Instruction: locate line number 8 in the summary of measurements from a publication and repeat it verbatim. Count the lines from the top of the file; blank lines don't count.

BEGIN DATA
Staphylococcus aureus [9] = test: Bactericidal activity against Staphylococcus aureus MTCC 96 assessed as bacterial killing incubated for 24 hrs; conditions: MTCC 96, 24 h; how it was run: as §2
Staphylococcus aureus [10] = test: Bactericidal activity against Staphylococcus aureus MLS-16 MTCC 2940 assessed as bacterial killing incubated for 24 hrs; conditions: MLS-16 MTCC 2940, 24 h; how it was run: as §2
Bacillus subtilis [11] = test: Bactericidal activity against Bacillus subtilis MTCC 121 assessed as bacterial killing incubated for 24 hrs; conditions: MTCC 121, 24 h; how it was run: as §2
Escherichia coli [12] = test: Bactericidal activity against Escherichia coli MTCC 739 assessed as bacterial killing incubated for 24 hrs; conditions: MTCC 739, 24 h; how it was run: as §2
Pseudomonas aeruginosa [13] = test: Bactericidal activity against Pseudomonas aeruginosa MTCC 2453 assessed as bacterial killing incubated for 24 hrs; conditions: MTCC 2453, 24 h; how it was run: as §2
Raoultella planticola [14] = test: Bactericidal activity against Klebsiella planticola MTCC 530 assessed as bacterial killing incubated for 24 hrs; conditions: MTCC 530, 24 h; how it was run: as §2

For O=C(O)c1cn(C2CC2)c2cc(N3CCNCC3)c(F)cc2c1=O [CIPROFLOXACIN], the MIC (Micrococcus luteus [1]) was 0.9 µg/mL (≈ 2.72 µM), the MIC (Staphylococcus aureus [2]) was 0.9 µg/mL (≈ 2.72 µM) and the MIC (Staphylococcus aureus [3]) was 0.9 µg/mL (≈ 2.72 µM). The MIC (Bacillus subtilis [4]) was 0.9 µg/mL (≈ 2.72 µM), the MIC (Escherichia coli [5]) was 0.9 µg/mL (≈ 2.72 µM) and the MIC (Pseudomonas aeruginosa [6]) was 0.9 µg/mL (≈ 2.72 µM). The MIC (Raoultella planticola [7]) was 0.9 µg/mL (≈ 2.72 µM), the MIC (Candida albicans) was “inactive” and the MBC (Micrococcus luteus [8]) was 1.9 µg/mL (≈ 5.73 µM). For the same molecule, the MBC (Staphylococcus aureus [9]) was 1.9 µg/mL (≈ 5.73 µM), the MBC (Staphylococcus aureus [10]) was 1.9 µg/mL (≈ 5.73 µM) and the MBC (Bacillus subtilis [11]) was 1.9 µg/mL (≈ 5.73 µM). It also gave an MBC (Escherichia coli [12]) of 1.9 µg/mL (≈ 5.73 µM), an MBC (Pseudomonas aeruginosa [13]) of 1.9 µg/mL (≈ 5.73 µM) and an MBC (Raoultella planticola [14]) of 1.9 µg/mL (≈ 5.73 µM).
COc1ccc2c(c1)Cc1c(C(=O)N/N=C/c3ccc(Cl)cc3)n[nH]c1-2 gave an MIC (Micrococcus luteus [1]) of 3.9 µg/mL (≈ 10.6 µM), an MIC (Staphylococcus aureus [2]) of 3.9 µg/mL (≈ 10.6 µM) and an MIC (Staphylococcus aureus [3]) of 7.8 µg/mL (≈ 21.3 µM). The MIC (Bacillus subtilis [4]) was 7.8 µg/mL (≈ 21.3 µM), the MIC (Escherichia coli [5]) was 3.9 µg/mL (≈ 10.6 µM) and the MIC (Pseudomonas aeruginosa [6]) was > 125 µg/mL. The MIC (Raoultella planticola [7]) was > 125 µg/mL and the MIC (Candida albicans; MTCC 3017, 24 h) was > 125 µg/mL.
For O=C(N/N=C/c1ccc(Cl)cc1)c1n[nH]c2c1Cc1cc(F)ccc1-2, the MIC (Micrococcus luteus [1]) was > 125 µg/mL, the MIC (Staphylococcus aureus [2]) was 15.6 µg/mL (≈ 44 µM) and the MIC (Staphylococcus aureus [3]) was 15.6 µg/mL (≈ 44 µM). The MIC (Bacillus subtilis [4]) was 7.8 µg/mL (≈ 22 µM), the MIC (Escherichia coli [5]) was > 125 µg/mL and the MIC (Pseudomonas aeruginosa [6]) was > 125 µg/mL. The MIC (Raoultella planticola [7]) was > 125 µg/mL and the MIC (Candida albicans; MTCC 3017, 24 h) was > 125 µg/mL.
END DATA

COc1ccc2c(c1)Cc1c(C(=O)N/N=C/c3ccc(Cl)cc3)n[nH]c1-2 gave an MIC (Micrococcus luteus [1]) of 3.9 µg/mL (≈ 10.6 µM), an MIC (Staphylococcus aureus [2]) of 3.9 µg/mL (≈ 10.6 µM) and an MIC (Staphylococcus aureus [3]) of 7.8 µg/mL (≈ 21.3 µM). The MIC (Bacillus subtilis [4]) was 7.8 µg/mL (≈ 21.3 µM), the MIC (Escherichia coli [5]) was 3.9 µg/mL (≈ 10.6 µM) and the MIC (Pseudomonas aeruginosa [6]) was > 125 µg/mL. The MIC (Raoultella planticola [7]) was > 125 µg/mL and the MIC (Candida albicans; MTCC 3017, 24 h) was > 125 µg/mL.